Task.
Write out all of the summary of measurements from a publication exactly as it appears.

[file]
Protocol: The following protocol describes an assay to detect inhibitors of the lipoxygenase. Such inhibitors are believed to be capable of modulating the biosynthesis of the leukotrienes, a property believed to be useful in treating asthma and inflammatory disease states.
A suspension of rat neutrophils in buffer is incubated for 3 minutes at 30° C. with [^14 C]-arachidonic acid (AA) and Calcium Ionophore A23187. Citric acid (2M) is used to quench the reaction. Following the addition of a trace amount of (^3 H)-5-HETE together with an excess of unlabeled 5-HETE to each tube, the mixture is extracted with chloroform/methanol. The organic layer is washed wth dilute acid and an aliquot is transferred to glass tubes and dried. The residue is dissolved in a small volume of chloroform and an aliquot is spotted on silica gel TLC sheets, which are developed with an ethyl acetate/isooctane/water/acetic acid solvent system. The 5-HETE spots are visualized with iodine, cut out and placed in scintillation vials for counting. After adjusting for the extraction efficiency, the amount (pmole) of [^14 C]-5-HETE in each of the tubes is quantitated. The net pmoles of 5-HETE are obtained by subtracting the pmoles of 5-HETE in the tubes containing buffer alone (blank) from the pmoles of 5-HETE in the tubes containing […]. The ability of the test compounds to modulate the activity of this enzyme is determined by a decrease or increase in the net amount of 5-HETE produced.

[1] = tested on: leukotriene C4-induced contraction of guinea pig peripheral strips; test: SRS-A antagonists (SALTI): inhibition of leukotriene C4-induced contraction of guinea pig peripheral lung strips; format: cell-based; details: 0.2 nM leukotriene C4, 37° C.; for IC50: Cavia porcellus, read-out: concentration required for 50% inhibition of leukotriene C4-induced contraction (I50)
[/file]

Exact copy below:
Protocol: The following protocol describes an assay to detect inhibitors of the lipoxygenase. Such inhibitors are believed to be capable of modulating the biosynthesis of the leukotrienes, a property believed to be useful in treating asthma and inflammatory disease states.
A suspension of rat neutrophils in buffer is incubated for 3 minutes at 30° C. with [^14 C]-arachidonic acid (AA) and Calcium Ionophore A23187. Citric acid (2M) is used to quench the reaction. Following the addition of a trace amount of (^3 H)-5-HETE together with an excess of unlabeled 5-HETE to each tube, the mixture is extracted with chloroform/methanol. The organic layer is washed wth dilute acid and an aliquot is transferred to glass tubes and dried. The residue is dissolved in a small volume of chloroform and an aliquot is spotted on silica gel TLC sheets, which are developed with an ethyl acetate/isooctane/water/acetic acid solvent system. The 5-HETE spots are visualized with iodine, cut out and placed in scintillation vials for counting. After adjusting for the extraction efficiency, the amount (pmole) of [^14 C]-5-HETE in each of the tubes is quantitated. The net pmoles of 5-HETE are obtained by subtracting the pmoles of 5-HETE in the tubes containing buffer alone (blank) from the pmoles of 5-HETE in the tubes containing […]. The ability of the test compounds to modulate the activity of this enzyme is determined by a decrease or increase in the net amount of 5-HETE produced.

[1] = tested on: leukotriene C4-induced contraction of guinea pig peripheral strips; test: SRS-A antagonists (SALTI): inhibition of leukotriene C4-induced contraction of guinea pig peripheral lung strips; format: cell-based; details: 0.2 nM leukotriene C4, 37° C.; for IC50: Cavia porcellus, read-out: concentration required for 50% inhibition of leukotriene C4-induced contraction (I50)